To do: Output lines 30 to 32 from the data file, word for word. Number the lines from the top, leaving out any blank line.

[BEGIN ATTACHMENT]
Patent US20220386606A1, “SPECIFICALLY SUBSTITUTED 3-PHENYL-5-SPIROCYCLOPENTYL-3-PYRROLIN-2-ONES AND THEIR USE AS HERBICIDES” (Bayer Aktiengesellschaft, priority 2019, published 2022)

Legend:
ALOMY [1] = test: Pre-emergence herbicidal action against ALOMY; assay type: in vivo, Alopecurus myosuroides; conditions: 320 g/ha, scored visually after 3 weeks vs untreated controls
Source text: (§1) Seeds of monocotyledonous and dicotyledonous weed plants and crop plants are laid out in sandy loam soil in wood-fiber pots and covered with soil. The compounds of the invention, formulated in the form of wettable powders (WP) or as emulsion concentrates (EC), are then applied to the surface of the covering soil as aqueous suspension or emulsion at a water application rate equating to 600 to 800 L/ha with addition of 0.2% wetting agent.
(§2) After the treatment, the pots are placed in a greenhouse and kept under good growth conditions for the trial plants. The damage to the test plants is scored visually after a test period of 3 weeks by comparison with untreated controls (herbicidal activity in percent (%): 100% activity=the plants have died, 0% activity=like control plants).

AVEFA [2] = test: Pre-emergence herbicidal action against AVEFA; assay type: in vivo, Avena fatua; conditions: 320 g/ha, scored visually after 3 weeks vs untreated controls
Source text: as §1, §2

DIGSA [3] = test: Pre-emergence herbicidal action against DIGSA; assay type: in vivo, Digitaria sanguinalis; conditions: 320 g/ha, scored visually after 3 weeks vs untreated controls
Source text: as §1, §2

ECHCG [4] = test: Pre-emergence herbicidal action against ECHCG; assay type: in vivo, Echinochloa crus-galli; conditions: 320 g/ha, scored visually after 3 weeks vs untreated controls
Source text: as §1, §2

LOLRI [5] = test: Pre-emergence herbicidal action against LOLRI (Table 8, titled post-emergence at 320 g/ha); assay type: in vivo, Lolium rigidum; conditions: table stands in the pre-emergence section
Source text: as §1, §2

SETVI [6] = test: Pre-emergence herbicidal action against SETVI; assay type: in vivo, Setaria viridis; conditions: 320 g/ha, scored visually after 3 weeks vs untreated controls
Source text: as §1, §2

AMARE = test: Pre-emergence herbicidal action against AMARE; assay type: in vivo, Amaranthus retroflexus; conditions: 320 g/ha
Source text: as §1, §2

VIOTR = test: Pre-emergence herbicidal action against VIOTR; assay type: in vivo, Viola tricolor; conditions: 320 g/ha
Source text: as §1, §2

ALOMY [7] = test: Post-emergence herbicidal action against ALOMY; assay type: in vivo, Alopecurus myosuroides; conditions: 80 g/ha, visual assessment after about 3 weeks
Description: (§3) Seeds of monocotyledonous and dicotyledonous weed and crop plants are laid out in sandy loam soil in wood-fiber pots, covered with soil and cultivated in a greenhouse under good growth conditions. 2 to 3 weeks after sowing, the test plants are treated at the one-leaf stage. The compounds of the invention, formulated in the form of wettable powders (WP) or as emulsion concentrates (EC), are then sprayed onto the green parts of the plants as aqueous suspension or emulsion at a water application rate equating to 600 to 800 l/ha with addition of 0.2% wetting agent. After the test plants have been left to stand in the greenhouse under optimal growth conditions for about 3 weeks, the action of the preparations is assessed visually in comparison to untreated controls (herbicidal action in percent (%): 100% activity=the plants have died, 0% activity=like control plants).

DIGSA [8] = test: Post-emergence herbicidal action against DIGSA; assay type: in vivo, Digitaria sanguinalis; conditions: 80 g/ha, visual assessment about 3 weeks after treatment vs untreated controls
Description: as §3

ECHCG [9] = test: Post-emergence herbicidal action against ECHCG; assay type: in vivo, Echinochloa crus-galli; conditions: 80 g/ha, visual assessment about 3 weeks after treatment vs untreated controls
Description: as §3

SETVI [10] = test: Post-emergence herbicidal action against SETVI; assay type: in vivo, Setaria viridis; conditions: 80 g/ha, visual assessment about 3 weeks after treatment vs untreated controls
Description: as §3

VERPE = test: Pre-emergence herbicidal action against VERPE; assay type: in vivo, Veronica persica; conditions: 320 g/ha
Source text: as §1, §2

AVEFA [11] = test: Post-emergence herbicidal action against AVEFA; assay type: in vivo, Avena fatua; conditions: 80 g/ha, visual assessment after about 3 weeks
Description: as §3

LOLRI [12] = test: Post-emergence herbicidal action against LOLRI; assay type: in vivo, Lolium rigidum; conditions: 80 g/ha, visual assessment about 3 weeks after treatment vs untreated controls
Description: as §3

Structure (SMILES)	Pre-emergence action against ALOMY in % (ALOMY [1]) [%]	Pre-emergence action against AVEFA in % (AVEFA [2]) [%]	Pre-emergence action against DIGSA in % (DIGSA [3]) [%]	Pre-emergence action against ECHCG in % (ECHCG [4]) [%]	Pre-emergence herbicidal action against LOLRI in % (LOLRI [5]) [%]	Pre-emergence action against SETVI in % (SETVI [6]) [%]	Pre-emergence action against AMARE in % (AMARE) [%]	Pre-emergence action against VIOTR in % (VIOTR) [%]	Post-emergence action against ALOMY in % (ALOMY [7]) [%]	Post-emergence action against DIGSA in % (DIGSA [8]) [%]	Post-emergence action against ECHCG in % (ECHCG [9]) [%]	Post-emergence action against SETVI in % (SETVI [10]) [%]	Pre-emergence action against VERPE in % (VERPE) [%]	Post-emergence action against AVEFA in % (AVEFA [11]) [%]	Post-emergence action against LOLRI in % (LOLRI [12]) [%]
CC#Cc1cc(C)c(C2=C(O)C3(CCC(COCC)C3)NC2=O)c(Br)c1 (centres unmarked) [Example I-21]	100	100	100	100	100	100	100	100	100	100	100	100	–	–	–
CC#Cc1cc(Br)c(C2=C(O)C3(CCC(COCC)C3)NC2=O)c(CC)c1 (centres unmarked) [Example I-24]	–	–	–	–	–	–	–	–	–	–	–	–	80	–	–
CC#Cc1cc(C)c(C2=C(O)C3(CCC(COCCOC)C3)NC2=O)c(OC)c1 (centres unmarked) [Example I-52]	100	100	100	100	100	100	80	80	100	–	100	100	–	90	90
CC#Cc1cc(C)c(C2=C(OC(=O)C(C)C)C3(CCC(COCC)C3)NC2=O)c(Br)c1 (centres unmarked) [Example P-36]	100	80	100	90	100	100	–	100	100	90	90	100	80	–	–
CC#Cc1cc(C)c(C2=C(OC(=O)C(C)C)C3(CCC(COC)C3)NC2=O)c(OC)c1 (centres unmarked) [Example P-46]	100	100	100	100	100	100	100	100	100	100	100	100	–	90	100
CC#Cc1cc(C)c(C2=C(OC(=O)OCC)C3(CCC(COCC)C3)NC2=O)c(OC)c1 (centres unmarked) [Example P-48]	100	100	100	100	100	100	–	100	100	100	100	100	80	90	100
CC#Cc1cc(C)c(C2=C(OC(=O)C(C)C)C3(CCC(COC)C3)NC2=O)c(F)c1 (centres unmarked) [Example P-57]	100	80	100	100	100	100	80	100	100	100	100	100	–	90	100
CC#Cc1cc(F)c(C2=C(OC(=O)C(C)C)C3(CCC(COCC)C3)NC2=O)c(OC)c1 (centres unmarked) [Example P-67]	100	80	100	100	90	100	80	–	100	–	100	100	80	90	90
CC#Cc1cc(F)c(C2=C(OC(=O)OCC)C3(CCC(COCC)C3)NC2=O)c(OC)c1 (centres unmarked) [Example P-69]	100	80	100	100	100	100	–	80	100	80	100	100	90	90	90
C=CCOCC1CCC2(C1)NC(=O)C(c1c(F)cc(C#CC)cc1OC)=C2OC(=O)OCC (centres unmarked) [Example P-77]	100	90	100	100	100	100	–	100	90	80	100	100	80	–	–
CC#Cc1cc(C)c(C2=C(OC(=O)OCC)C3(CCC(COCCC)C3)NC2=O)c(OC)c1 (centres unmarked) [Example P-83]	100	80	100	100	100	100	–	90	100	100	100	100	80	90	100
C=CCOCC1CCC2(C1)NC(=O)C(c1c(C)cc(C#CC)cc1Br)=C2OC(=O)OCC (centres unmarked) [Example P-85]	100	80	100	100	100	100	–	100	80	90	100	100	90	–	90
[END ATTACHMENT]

AVEFA [11] = test: Post-emergence herbicidal action against AVEFA; assay type: in vivo, Avena fatua; conditions: 80 g/ha, visual assessment after about 3 weeks
Description: as §3

LOLRI [12] = test: Post-emergence herbicidal action against LOLRI; assay type: in vivo, Lolium rigidum; conditions: 80 g/ha, visual assessment about 3 weeks after treatment vs untreated controls